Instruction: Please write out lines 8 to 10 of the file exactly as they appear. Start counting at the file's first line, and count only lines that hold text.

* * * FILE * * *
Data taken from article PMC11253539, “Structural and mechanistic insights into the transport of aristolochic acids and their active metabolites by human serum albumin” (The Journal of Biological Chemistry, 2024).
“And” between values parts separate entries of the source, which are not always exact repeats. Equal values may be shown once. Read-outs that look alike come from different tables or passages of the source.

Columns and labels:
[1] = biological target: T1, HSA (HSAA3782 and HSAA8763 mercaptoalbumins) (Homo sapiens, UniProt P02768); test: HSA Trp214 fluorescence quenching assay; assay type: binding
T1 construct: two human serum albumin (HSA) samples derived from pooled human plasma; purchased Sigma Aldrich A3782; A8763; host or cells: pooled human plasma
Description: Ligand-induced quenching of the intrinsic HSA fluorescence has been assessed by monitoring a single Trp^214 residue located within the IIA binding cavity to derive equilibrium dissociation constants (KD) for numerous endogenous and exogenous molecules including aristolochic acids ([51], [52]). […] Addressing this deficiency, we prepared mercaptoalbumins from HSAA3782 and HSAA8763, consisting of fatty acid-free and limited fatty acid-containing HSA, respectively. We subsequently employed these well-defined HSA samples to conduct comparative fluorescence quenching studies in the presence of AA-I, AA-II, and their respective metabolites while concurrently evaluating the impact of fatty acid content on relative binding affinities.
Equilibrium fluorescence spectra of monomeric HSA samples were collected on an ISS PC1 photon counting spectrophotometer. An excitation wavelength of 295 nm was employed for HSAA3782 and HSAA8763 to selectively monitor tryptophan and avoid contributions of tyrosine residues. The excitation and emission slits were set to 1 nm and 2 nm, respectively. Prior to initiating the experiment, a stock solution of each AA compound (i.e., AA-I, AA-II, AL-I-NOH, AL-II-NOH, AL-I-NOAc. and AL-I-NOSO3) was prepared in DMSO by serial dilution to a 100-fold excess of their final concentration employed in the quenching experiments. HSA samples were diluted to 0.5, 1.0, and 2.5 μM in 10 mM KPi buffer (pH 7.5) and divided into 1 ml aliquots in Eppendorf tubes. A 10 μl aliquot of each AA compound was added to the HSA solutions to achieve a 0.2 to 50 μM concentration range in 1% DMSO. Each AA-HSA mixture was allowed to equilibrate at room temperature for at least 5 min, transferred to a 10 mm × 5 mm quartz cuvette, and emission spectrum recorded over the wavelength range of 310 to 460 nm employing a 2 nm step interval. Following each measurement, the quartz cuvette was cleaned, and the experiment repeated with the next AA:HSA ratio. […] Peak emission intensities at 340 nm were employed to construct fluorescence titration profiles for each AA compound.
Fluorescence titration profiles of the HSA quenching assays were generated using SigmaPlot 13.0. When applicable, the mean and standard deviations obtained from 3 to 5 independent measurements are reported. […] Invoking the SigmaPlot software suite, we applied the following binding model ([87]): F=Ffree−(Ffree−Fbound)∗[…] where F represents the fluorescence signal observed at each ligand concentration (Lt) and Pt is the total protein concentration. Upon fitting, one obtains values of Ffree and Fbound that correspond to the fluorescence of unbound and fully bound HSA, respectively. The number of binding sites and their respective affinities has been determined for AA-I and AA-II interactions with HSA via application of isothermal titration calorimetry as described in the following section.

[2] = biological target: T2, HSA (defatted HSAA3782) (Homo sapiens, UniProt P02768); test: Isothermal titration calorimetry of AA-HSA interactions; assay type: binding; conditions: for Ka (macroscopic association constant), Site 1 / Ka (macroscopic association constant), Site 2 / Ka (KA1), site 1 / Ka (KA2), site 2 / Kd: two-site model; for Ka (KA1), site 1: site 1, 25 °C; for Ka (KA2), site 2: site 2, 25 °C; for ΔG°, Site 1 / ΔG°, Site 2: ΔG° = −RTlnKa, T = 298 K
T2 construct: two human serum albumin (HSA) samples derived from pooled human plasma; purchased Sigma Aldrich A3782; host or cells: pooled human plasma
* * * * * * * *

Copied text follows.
Fluorescence titration profiles of the HSA quenching assays were generated using SigmaPlot 13.0. When applicable, the mean and standard deviations obtained from 3 to 5 independent measurements are reported. […] Invoking the SigmaPlot software suite, we applied the following binding model ([87]): F=Ffree−(Ffree−Fbound)∗[…] where F represents the fluorescence signal observed at each ligand concentration (Lt) and Pt is the total protein concentration. Upon fitting, one obtains values of Ffree and Fbound that correspond to the fluorescence of unbound and fully bound HSA, respectively. The number of binding sites and their respective affinities has been determined for AA-I and AA-II interactions with HSA via application of isothermal titration calorimetry as described in the following section.

[2] = biological target: T2, HSA (defatted HSAA3782) (Homo sapiens, UniProt P02768); test: Isothermal titration calorimetry of AA-HSA interactions; assay type: binding; conditions: for Ka (macroscopic association constant), Site 1 / Ka (macroscopic association constant), Site 2 / Ka (KA1), site 1 / Ka (KA2), site 2 / Kd: two-site model; for Ka (KA1), site 1: site 1, 25 °C; for Ka (KA2), site 2: site 2, 25 °C; for ΔG°, Site 1 / ΔG°, Site 2: ΔG° = −RTlnKa, T = 298 K
T2 construct: two human serum albumin (HSA) samples derived from pooled human plasma; purchased Sigma Aldrich A3782; host or cells: pooled human plasma